When you have six children, aged three to eleven, you have to accept the reality that most of the time whatever you are doing would seem completely insane to most other people. To say that a family this size makes for unpredictable situations would be an understatement. We are nuts. We know this. We make plans and then fly by the seat of our pants. This is how we ended up spending our first family vacation, a three-day trip to the Black Hills of South Dakota, scouring milkshake shops, ice cream stores, and cafes between seeing the sites and buying souvenirs.
Our family packed a Honda Pilot and then a small creek-side cabin with as much stuff as a regular-sized family might need in a month, and vowed to spend the next three days exploring the Black Hills while we explored our new family dynamic. We were still in the new stages of our blended family. All of the ingredients were there—one part preteen boy, two parts toddler, three parts eight-year-old girl, dash of Midwest dad, splash of East Coast mom—but we hadn’t turned on the blender yet.
It was an impeccably planned first day. We dressed them all up in stripes so we would be able to find one when they got separated. We planned each activity based on the time of day and attention span of each kid. We packed wipes and snacks and coloring books. We plotted out our path on the map.
We did most of the things we had planned, we spent way more than we meant to, and we only got lost once. When we got back to our little cabin, a nice quiet dinner was in order. Bill barbecued and the bigger kids reluctantly set the table. (Although, they were encouraged by the fact that paper plates didn’t have to be washed. We were still in the initial stages of figuring out how chores would work and the general consensus was: someone else is in charge of that.) Once we had all the kids settled at the table, Bill claimed “alone time” and took his fishing pole down to the creek. I tried to get the kids to finish eating and at least make it look like I was in control. Levi wasn’t cooperating. He started to stand on the benches and jump around. I went through all five stages of the well-known parenting phenomenon called “this-kid-isn’t-listening to me.”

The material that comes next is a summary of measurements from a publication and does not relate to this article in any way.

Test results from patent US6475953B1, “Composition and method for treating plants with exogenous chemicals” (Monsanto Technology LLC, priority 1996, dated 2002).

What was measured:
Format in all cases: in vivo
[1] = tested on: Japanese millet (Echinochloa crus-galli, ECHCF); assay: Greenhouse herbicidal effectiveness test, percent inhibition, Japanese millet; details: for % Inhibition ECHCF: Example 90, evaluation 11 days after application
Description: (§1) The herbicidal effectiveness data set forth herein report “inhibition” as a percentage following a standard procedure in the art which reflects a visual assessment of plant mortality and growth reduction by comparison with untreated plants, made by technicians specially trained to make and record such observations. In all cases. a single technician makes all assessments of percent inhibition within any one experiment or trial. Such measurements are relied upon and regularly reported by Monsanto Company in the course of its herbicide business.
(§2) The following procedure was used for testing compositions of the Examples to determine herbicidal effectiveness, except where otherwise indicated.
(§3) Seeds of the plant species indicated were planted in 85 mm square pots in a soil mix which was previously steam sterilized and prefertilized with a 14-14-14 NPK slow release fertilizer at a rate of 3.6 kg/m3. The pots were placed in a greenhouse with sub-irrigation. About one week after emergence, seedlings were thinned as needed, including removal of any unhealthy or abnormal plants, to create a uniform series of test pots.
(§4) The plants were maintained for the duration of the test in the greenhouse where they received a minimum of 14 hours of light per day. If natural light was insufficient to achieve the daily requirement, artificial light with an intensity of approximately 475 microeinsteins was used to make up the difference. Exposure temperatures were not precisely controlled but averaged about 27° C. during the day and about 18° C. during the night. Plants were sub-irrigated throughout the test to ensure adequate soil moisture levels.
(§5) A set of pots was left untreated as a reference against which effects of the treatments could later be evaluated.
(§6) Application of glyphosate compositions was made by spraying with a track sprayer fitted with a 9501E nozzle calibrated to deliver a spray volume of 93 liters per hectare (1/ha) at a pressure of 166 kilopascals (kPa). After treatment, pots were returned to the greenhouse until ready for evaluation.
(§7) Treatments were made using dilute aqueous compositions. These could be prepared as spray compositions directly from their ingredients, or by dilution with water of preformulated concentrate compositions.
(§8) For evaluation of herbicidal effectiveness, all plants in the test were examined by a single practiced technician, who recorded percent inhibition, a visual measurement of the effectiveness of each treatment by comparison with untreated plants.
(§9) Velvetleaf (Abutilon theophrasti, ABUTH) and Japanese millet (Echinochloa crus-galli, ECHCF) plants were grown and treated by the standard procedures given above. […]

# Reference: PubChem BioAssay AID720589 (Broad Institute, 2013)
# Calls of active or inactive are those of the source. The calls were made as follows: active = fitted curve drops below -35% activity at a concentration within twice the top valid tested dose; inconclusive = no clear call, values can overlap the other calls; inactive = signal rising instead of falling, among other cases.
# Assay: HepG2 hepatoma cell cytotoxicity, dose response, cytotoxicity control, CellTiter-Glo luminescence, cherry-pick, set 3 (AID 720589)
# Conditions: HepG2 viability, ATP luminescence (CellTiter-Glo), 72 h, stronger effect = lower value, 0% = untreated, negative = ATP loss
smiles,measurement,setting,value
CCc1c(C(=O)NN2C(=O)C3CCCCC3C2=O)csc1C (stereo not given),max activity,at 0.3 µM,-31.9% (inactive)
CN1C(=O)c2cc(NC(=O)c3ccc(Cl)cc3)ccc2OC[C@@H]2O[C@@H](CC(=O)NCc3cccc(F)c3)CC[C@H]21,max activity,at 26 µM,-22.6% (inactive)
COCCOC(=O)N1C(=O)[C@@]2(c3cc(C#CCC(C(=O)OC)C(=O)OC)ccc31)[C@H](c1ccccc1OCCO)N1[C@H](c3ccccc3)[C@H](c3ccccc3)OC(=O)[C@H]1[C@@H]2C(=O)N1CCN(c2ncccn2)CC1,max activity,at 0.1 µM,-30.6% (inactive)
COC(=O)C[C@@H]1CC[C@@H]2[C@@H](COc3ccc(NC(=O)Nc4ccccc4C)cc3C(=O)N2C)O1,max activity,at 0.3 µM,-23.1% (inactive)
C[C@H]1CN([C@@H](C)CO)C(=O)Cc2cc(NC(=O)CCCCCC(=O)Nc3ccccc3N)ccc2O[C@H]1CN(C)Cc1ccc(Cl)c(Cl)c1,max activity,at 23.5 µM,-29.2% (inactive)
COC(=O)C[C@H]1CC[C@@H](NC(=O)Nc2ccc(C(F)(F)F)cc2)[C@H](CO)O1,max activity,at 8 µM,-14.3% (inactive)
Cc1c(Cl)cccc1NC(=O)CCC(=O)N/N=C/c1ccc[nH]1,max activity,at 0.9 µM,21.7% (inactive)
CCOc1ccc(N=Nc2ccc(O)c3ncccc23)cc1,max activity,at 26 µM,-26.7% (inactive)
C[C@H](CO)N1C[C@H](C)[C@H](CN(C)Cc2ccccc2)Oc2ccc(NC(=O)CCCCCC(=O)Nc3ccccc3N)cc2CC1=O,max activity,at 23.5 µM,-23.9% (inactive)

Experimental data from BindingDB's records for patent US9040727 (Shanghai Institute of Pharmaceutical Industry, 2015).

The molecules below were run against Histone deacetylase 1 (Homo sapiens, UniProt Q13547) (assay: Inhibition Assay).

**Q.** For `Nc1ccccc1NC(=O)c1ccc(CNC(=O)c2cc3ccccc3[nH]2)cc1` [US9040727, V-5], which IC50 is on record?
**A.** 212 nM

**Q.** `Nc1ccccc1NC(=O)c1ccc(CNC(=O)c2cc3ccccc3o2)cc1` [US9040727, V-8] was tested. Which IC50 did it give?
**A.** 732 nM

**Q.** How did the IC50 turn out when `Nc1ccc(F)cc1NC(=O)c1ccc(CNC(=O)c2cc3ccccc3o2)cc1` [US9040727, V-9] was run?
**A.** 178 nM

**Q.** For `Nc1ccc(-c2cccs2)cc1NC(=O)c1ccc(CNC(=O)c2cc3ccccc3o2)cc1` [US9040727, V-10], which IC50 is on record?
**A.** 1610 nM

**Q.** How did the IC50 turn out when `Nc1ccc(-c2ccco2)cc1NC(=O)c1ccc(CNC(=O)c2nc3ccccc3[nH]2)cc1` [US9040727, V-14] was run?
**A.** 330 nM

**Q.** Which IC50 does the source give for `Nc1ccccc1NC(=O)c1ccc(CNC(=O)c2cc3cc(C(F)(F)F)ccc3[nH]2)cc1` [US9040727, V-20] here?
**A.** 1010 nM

“Levi, sweetie, let’s sit down nicely.”
“Levi, I asked you to sit down, please.”
“Levi, do you hear me?”
“Levi, you need to sit down right now.”
“Levi William, if you don’t sit down right now, then no dessert!”
When he fell backward off the table, my first thought was, well, that’s what happens when you don’t listen! But when he opened his mouth and blood came pouring out, I quickly changed my tune.
I’m sure his new wife running toward him with an armful of his bleeding, crying child is not what Bill was expecting as he sat quietly fishing, but it’s what he got. Much calmer than I ever hope to be, Bill just carried the wriggly little blond back to the cabin and assessed the damage.
Since it appeared that Levi had bit almost all the way through his tongue, Bill decided a trip to the emergency room was in order. Five hours later, the doctors announced that no stitches were needed, but Levi was not allowed to chew for the next forty-eight hours.
Levi and I were still getting to know each other, but we agreed on some main aspects of life:
1. Make sure people can hear you when you talk. (He has the most amazing deep throaty un-three-year-old voice.)
2. Run! All day! Use every ounce of energy you have and when you are tired, sleep like a log. (Wherever you are.)
3. Check people out before you make a commitment, but once you decide to love someone stick with it and make sure they know it.
4. Eat if you’re hungry. But only if you like it.
5. Most things are better in the blender. I like margaritas. He likes smoothies.
The last days of our vacation were not as organized as the first. We had a hungry three-year-old who wasn’t allowed to chew! He’s not what I would call a picky eater, but he does draw the line at most mushy foods. I had to figure out how to continue on as planned, but also make sure that we could feed him the one thing he agreed to eat every time he got hungry.
We slid the alpine slide, bought cowboy souvenirs, and saw the fireworks over Mount Rushmore. But our unpredictable new life taught us a lesson that weekend—our focus would have to always be figuring out what each person needs and making it happen. And in this case, that meant we spent the better part of those two days … finding banana smoothies.